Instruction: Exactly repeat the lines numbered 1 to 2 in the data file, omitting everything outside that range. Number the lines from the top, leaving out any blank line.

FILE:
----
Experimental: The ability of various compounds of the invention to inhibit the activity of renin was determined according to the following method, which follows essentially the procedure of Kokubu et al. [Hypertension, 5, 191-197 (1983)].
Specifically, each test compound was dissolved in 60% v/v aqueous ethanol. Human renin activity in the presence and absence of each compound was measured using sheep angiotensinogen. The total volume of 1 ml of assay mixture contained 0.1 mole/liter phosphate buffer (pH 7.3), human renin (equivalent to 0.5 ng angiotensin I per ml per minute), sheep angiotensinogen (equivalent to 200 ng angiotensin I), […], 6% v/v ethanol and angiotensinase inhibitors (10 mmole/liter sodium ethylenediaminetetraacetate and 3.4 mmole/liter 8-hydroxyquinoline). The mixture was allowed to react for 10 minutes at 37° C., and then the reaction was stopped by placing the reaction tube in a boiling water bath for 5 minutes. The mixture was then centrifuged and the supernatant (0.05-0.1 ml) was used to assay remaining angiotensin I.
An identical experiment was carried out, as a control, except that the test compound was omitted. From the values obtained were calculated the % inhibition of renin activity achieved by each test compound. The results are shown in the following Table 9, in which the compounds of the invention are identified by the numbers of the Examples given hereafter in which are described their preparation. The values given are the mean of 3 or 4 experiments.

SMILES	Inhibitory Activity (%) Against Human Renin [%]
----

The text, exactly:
Experimental: The ability of various compounds of the invention to inhibit the activity of renin was determined according to the following method, which follows essentially the procedure of Kokubu et al. [Hypertension, 5, 191-197 (1983)].
Specifically, each test compound was dissolved in 60% v/v aqueous ethanol. Human renin activity in the presence and absence of each compound was measured using sheep angiotensinogen. The total volume of 1 ml of assay mixture contained 0.1 mole/liter phosphate buffer (pH 7.3), human renin (equivalent to 0.5 ng angiotensin I per ml per minute), sheep angiotensinogen (equivalent to 200 ng angiotensin I), […], 6% v/v ethanol and angiotensinase inhibitors (10 mmole/liter sodium ethylenediaminetetraacetate and 3.4 mmole/liter 8-hydroxyquinoline). The mixture was allowed to react for 10 minutes at 37° C., and then the reaction was stopped by placing the reaction tube in a boiling water bath for 5 minutes. The mixture was then centrifuged and the supernatant (0.05-0.1 ml) was used to assay remaining angiotensin I.